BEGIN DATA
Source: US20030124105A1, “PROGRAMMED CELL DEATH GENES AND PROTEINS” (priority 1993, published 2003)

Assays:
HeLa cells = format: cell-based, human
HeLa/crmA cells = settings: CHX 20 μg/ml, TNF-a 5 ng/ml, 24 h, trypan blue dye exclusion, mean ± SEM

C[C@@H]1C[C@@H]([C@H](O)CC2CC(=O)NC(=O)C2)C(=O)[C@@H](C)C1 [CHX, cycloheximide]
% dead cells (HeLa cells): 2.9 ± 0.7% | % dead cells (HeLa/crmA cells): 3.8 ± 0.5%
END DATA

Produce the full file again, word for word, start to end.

Source: US20030124105A1, “PROGRAMMED CELL DEATH GENES AND PROTEINS” (priority 1993, published 2003)

Assays:
HeLa cells = format: cell-based, human
HeLa/crmA cells = settings: CHX 20 μg/ml, TNF-a 5 ng/ml, 24 h, trypan blue dye exclusion, mean ± SEM

C[C@@H]1C[C@@H]([C@H](O)CC2CC(=O)NC(=O)C2)C(=O)[C@@H](C)C1 [CHX, cycloheximide]
% dead cells (HeLa cells): 2.9 ± 0.7% | % dead cells (HeLa/crmA cells): 3.8 ± 0.5%